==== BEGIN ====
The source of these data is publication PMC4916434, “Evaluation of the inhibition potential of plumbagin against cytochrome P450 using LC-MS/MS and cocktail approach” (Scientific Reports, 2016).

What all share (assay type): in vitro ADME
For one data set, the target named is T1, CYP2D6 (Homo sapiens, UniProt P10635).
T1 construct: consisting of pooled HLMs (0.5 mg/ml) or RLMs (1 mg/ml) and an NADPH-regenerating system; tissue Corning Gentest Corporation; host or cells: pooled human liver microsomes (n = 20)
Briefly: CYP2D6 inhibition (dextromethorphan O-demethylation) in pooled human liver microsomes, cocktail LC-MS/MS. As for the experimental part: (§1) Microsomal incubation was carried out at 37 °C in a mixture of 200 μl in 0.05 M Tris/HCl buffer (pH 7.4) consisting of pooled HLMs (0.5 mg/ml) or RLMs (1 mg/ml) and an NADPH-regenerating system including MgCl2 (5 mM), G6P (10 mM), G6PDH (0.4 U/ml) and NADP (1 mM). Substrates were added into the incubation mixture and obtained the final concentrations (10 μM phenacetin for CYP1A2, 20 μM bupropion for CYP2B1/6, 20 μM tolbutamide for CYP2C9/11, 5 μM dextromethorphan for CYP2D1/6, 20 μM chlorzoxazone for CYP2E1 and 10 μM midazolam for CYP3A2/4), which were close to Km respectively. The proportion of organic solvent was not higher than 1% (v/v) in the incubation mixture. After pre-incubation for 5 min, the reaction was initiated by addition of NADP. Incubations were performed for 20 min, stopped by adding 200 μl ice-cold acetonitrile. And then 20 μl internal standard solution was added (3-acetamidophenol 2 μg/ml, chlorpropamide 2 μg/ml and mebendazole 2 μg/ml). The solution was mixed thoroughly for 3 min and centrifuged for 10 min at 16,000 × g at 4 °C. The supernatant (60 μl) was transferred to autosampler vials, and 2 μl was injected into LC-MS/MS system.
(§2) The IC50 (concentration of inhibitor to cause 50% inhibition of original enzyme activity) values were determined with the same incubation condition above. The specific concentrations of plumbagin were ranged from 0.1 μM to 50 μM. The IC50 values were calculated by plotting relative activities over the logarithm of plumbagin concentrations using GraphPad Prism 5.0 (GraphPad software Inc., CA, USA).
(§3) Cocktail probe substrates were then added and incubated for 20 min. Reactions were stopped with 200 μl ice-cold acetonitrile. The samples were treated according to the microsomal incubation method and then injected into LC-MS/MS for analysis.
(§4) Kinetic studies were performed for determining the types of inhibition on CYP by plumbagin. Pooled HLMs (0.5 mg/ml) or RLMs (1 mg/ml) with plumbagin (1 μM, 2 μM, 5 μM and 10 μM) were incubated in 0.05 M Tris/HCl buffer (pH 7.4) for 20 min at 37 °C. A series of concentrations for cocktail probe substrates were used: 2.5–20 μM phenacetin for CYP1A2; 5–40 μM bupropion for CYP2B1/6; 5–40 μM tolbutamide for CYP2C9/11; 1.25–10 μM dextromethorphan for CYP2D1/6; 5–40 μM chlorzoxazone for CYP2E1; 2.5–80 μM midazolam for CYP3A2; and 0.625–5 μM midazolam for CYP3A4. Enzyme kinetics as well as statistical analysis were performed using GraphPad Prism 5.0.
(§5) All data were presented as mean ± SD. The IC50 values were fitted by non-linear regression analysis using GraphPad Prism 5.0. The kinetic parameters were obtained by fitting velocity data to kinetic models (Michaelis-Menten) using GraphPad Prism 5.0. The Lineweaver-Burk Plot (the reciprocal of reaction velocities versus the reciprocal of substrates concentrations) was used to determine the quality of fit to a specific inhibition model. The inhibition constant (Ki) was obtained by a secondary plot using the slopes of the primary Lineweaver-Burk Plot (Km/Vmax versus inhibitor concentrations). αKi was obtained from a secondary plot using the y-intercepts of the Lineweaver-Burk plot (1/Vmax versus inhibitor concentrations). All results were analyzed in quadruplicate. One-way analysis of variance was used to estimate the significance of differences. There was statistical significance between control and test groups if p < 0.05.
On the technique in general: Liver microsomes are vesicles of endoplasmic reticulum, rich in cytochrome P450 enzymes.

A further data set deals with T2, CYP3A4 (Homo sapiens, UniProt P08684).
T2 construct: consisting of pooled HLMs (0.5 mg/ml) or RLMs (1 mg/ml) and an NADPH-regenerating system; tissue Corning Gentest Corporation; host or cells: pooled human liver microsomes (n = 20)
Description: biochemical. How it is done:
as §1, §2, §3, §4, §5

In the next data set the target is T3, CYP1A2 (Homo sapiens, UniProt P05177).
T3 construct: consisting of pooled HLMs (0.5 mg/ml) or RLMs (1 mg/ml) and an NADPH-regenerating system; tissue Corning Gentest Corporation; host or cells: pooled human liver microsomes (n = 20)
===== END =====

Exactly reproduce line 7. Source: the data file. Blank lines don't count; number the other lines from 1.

(§3) Cocktail probe substrates were then added and incubated for 20 min. Reactions were stopped with 200 μl ice-cold acetonitrile. The samples were treated according to the microsomal incubation method and then injected into LC-MS/MS for analysis.